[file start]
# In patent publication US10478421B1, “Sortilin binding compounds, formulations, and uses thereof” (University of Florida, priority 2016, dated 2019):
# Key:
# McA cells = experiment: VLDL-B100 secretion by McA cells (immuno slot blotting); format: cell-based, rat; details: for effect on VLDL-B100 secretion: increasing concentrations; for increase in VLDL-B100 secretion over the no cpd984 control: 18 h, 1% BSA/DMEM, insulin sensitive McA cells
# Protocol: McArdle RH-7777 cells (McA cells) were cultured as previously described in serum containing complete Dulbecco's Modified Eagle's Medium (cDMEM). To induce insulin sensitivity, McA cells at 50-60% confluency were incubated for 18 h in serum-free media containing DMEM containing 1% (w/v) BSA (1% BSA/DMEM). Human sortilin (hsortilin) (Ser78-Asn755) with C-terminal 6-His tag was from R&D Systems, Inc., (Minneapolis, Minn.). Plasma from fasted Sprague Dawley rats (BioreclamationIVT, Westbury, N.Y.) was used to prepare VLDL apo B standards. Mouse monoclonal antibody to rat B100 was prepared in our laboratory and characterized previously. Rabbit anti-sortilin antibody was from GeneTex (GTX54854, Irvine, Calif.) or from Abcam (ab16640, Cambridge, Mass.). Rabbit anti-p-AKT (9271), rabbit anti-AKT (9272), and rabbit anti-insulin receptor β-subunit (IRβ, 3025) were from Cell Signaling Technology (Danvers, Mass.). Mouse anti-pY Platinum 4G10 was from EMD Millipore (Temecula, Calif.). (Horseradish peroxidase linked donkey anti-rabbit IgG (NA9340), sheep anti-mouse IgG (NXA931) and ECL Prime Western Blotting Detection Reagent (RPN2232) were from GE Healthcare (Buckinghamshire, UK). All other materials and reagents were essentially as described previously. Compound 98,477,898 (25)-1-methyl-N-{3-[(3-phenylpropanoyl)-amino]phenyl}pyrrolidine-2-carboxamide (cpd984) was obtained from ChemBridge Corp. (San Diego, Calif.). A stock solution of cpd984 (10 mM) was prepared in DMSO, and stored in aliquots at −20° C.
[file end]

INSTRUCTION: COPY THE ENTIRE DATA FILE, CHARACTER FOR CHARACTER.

# In patent publication US10478421B1, “Sortilin binding compounds, formulations, and uses thereof” (University of Florida, priority 2016, dated 2019):
# Key:
# McA cells = experiment: VLDL-B100 secretion by McA cells (immuno slot blotting); format: cell-based, rat; details: for effect on VLDL-B100 secretion: increasing concentrations; for increase in VLDL-B100 secretion over the no cpd984 control: 18 h, 1% BSA/DMEM, insulin sensitive McA cells
# Protocol: McArdle RH-7777 cells (McA cells) were cultured as previously described in serum containing complete Dulbecco's Modified Eagle's Medium (cDMEM). To induce insulin sensitivity, McA cells at 50-60% confluency were incubated for 18 h in serum-free media containing DMEM containing 1% (w/v) BSA (1% BSA/DMEM). Human sortilin (hsortilin) (Ser78-Asn755) with C-terminal 6-His tag was from R&D Systems, Inc., (Minneapolis, Minn.). Plasma from fasted Sprague Dawley rats (BioreclamationIVT, Westbury, N.Y.) was used to prepare VLDL apo B standards. Mouse monoclonal antibody to rat B100 was prepared in our laboratory and characterized previously. Rabbit anti-sortilin antibody was from GeneTex (GTX54854, Irvine, Calif.) or from Abcam (ab16640, Cambridge, Mass.). Rabbit anti-p-AKT (9271), rabbit anti-AKT (9272), and rabbit anti-insulin receptor β-subunit (IRβ, 3025) were from Cell Signaling Technology (Danvers, Mass.). Mouse anti-pY Platinum 4G10 was from EMD Millipore (Temecula, Calif.). (Horseradish peroxidase linked donkey anti-rabbit IgG (NA9340), sheep anti-mouse IgG (NXA931) and ECL Prime Western Blotting Detection Reagent (RPN2232) were from GE Healthcare (Buckinghamshire, UK). All other materials and reagents were essentially as described previously. Compound 98,477,898 (25)-1-methyl-N-{3-[(3-phenylpropanoyl)-amino]phenyl}pyrrolidine-2-carboxamide (cpd984) was obtained from ChemBridge Corp. (San Diego, Calif.). A stock solution of cpd984 (10 mM) was prepared in DMSO, and stored in aliquots at −20° C.